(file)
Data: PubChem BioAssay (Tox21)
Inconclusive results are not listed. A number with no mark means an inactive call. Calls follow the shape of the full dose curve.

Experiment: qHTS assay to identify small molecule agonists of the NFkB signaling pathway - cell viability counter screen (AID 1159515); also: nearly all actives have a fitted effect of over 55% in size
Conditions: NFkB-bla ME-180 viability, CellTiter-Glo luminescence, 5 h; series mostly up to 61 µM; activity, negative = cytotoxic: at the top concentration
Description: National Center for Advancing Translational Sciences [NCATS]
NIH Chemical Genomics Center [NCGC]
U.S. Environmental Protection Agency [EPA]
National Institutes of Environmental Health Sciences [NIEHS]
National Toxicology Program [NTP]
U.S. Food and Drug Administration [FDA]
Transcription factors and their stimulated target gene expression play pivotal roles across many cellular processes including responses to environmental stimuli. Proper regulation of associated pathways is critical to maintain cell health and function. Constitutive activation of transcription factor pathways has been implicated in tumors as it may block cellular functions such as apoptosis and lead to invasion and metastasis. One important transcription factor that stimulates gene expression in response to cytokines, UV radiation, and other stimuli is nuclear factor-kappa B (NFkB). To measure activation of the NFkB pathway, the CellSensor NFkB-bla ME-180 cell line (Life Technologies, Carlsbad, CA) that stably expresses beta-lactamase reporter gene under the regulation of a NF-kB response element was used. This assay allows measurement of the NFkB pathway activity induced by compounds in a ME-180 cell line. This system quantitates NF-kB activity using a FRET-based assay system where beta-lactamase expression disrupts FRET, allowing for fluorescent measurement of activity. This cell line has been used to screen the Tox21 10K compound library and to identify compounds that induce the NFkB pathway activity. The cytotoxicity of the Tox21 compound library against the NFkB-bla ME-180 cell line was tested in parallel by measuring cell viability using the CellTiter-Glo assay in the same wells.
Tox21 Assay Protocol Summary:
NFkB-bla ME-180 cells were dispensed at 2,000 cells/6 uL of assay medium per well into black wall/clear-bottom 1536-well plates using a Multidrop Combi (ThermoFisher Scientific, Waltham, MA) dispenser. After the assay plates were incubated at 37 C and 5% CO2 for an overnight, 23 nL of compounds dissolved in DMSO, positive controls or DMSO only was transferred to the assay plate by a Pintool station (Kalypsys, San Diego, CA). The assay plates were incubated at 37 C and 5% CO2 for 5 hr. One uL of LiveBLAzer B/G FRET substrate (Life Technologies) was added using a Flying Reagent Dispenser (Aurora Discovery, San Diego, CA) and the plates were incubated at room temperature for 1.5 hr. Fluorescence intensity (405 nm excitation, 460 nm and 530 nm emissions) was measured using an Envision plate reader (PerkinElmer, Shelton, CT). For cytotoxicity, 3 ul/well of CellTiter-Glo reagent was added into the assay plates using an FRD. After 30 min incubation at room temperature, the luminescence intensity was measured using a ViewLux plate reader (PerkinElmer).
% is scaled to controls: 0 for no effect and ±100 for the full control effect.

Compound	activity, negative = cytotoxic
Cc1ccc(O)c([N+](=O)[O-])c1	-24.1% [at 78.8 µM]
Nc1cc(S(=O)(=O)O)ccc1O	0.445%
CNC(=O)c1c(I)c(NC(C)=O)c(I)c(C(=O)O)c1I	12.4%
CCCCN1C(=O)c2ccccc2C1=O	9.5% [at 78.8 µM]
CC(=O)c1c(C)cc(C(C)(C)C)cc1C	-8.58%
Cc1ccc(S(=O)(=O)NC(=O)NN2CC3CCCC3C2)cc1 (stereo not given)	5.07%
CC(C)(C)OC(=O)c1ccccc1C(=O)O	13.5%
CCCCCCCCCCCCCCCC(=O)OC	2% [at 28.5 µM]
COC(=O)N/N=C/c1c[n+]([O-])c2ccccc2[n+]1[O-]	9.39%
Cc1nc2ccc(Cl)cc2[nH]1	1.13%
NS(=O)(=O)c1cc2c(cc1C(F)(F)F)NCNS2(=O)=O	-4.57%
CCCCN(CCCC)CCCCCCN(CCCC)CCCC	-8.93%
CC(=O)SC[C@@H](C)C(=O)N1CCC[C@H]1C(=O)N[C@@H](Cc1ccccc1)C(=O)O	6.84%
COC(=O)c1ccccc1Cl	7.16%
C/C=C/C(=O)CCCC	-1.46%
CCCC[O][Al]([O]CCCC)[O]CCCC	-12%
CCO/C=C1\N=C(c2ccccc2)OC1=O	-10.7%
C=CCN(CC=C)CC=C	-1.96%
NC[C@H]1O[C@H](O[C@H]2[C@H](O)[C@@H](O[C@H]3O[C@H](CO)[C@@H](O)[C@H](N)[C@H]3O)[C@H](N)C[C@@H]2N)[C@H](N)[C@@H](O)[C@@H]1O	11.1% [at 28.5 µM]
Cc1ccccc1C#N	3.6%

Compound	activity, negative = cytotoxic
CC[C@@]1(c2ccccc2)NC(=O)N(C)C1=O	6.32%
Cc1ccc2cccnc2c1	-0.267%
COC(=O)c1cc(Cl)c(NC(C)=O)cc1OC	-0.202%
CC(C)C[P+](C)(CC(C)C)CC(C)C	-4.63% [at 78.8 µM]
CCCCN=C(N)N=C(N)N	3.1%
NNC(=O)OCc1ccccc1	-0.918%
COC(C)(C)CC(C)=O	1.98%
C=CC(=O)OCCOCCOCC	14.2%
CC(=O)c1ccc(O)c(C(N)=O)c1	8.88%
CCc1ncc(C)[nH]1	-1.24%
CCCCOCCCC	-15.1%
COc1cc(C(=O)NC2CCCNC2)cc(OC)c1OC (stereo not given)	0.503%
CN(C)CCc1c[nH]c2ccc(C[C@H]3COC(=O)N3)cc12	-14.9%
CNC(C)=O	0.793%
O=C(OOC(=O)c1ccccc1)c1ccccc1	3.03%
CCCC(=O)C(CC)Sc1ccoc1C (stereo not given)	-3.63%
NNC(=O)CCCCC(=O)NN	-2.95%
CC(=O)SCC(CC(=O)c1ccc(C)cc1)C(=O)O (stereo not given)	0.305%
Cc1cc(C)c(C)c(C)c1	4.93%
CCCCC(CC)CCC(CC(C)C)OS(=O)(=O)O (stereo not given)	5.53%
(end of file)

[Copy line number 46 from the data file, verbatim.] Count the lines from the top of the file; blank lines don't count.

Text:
CCc1ncc(C)[nH]1	-1.24%